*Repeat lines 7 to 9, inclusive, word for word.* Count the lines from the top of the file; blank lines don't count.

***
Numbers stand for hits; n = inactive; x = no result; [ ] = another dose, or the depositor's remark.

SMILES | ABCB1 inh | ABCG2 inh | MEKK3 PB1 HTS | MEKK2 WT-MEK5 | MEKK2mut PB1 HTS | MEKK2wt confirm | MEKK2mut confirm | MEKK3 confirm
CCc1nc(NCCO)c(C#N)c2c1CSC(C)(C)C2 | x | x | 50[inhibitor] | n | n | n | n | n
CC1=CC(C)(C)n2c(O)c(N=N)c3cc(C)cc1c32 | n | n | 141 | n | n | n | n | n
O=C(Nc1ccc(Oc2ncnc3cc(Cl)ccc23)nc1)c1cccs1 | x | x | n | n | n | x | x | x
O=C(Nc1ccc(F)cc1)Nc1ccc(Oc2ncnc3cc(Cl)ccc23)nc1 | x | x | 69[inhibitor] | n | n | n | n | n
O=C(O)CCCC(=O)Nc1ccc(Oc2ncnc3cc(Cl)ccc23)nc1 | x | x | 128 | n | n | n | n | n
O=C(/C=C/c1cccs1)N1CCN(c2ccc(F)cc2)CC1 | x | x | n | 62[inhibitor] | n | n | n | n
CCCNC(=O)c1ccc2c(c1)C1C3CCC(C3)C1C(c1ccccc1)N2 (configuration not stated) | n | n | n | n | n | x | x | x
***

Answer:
O=C(O)CCCC(=O)Nc1ccc(Oc2ncnc3cc(Cl)ccc23)nc1 | x | x | 128 | n | n | n | n | n
O=C(/C=C/c1cccs1)N1CCN(c2ccc(F)cc2)CC1 | x | x | n | 62[inhibitor] | n | n | n | n
CCCNC(=O)c1ccc2c(c1)C1C3CCC(C3)C1C(c1ccccc1)N2 (configuration not stated) | n | n | n | n | n | x | x | x